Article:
Melatonin is a hormone. It tells your body that it’s nighttime and it’s time to go to bed. It is not an herb, a vitamin, or a mineral. Hormones are naturally produced by your body as you need them. Which means it is very unlikely that someone has a melatonin deficiency. While a melatonin supplement could be considered natural, in most cases, it doesn’t come from the earth. There are exceptions of foods that contain melatonin, but this is a different type of melatonin than what is produced in your brain. Your melatonin levels can be tested with a blood test, urine test or saliva test. If you are concerned that you may actually be melatonin deficient, ask your doctor about testing.
Melatonin is produced by the pineal gland and sends a signal to regulate the sleep-wake cycle in the sleep center of the brain. Interestingly, melatonin is also produced in the retina, the skin, and the GI tract, but this is not the melatonin what affects your biological sleep clock.
This is the really important thing you should understand about melatonin: Melatonin is a sleep and body clock regulator – NOT a sleep initiator. Melatonin works with your biological clock by telling your brain when it is time to sleep. Melatonin does not increase your sleep drive or need for sleep.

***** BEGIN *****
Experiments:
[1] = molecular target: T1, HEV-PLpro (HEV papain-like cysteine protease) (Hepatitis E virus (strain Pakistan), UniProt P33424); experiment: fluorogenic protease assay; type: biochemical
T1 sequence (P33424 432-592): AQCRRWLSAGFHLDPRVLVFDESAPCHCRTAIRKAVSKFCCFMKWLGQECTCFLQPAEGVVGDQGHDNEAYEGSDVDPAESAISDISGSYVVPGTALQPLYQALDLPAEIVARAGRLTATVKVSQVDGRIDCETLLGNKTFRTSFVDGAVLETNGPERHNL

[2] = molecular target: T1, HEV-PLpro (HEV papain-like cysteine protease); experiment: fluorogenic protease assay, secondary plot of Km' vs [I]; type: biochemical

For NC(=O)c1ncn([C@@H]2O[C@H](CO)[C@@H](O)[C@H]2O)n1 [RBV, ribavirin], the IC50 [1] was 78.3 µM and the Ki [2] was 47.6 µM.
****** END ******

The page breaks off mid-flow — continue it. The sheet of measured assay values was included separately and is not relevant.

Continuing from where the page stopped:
Melatonin is called the “Vampire Hormone” because it is produced primarily in darkness and inhibited by light. The levels of your melatonin increase in the middle of the night and gradually fall as the night turns to morning, so exposure to light before bed can push your biological clock in the wrong direction – making melatonin ineffective.
Melatonin treats Circadian Rhythm Disorders (where you sleep the right amount of minutes but your body clock is at the wrong time), Shift Work Sleep Disorders, and early morning awakenings – all things that deal with the timing of your need to sleep. Melatonin is not considered an effective treatment for insomnia.
Melatonin in pill form does not function like your body’s naturally produced melatonin: It affects the brain in bursts and rapidly leaves the system, instead of the slow build-up and slow wash-out that your body’s naturally produced melatonin experiences.
The correct dosage of melatonin can be a problem. According to research conducted at MIT, the correct dosage of melatonin for it to be effective is 0.3 - 1.0 mg. Many commercially available forms of melatonin are in 3 to 10 times the amount your body would need. In fact, there is some evidence that higher doses may be less effective. In Europe, melatonin at very high doses has been used as a contraceptive.
Melatonin can have side effects. Doses of melatonin (2-3 mg or higher) have reported side effects of: